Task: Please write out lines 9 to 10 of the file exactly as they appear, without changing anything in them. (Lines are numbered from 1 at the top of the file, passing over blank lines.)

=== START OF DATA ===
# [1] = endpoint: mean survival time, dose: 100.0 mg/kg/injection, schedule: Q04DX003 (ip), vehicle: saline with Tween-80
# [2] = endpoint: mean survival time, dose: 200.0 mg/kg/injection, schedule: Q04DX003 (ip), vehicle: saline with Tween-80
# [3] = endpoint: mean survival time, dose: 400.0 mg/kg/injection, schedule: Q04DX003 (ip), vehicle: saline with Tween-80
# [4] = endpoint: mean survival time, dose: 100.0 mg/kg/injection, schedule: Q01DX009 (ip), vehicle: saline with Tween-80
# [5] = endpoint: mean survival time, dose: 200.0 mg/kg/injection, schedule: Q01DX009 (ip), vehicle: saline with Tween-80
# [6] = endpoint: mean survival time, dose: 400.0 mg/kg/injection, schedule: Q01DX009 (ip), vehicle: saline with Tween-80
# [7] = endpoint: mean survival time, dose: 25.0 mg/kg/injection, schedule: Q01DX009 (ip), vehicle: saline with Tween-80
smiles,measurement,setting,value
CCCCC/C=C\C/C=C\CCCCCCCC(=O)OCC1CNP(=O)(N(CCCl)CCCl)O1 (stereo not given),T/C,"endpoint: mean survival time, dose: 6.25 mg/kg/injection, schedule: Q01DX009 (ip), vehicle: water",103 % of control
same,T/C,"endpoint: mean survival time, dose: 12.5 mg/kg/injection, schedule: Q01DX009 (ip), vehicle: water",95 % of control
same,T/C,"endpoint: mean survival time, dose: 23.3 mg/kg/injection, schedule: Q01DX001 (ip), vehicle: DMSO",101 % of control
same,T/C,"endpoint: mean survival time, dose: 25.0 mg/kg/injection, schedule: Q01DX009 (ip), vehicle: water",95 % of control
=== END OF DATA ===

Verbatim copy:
CCCCC/C=C\C/C=C\CCCCCCCC(=O)OCC1CNP(=O)(N(CCCl)CCCl)O1 (stereo not given),T/C,"endpoint: mean survival time, dose: 6.25 mg/kg/injection, schedule: Q01DX009 (ip), vehicle: water",103 % of control
same,T/C,"endpoint: mean survival time, dose: 12.5 mg/kg/injection, schedule: Q01DX009 (ip), vehicle: water",95 % of control